I had a stroke in 2002, lost everything, and was blessed with a pretty good recovery. I was able to get 90% of my movement back. I was in a bike accident that left my left side paralyzed and was so grateful for all the people that helped me during my recovery and I wanted to give something back. During my time, Walter Gretzky was working with the Heart and Stroke Foundation and he did so much for me in terms of helping and giving me words of encouragement that when March of Dimes approached me about being a spokesperson, I realized that it was a good opportunity to give back and spread awareness. I’m also involved with the Calgary Prostate Cancer Centre, especially after I was diagnosed with prostate cancer.
What’s it like being a grandfather? What was it like to hold your first grandchild?
It was a magical moment. I was very lucky to experience it. Holding my grandchild in my arms brought back memories of my own children. You know, you give up a lot to be something great… to be a great wrestling superstar I had to give up a lot. My biggest sacrifice that I had to make was having to leave home almost every single day and be a kind of superhero for kids around the world. I always feel like I short changed my kids in that aspect. I’ll never get those moments back, seeing my kids all dressed up to go out for halloween or performing in school plays, or graduating from high school. I missed so much. So when you get the opportunity to hold your grandchild, especially after they have just been born, it’s a very powerful moment, worth everything you ever worked for.
One of your daughter’s nicknames is Beans, and her grandchild’s middle name is Beans too; what the story behind that nickname?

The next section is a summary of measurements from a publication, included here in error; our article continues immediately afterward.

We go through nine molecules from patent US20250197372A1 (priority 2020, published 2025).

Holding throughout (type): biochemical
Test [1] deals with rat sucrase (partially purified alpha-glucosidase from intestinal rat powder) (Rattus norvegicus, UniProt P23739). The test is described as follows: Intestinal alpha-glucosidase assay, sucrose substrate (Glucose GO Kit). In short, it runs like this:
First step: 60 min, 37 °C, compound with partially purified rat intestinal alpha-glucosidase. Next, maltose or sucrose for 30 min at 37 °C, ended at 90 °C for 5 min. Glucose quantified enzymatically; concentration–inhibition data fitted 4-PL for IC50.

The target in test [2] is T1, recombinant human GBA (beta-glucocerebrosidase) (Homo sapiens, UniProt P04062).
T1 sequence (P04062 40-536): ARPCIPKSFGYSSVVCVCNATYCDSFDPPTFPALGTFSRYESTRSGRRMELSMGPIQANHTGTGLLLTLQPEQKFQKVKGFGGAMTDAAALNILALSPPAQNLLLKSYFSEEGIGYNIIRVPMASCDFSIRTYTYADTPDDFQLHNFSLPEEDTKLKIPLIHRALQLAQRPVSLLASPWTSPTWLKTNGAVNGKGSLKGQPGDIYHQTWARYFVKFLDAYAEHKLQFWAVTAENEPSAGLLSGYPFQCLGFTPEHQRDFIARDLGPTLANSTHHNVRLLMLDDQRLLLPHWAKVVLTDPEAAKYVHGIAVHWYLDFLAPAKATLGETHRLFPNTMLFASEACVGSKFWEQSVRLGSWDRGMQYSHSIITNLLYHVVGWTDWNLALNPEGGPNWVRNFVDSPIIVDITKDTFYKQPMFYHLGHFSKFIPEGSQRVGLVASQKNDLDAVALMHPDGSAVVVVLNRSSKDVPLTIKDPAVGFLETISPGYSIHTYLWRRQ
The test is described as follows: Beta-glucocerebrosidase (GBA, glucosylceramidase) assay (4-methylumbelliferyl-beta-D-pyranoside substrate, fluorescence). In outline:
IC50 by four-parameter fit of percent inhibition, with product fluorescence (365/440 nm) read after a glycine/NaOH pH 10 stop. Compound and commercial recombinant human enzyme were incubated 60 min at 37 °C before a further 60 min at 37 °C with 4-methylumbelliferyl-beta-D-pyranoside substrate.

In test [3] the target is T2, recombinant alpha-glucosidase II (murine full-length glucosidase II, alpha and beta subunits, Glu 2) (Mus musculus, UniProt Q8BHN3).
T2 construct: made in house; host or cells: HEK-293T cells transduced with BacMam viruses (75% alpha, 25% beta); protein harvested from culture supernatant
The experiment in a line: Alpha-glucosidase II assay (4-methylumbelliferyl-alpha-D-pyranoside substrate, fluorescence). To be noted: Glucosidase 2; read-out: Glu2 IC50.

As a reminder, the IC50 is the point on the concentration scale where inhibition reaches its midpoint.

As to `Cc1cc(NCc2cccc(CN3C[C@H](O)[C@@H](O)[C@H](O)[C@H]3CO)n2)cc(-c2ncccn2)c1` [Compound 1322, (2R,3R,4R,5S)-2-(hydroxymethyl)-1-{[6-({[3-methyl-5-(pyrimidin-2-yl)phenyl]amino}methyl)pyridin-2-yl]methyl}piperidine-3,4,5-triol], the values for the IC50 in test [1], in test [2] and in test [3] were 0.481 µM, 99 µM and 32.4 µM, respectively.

Actually my second daughter, my third child, her middle name is Sabina but my other children couldn’t pronounce either her first name, Alexandra, or her middle name, Sabina, and used to call her Beans instead. Since she was a baby, she’s been nicknamed Beans and so she’s gone all her life being named Beans. And when my older daughter, Jade, had her first child, she named her Kyra Beans. I think she gave her daughter the official middle name of Beans as a tribute to her little sister.
Going forward, do you plan on writing another book? If so, what do you think it will be about?
Yes, I would like to write another book. It will be a little similar to my last book, but won’t be so much about wrestling. It will be more about my life after wrestling. I’ve had an interesting life since and have done a lot and overcome a lot, like the stroke and cancer. I think there’s a story there to tell that others will find valuable. I would like to explore the things I’ve gone through over the last ten to fifteen years. There are a lot of people that supported me from all over the world during that time. At this point, I’m have too much fun to stop but I do plan on doing just that in the future and dedicating myself to writing another book.
You can catch Bret Hart weaving stories and answering any questions you may have at Algonquin Commons Theatre this Sunday February 12 at 4pm. Visit www.algonquinsa.com for ticket information.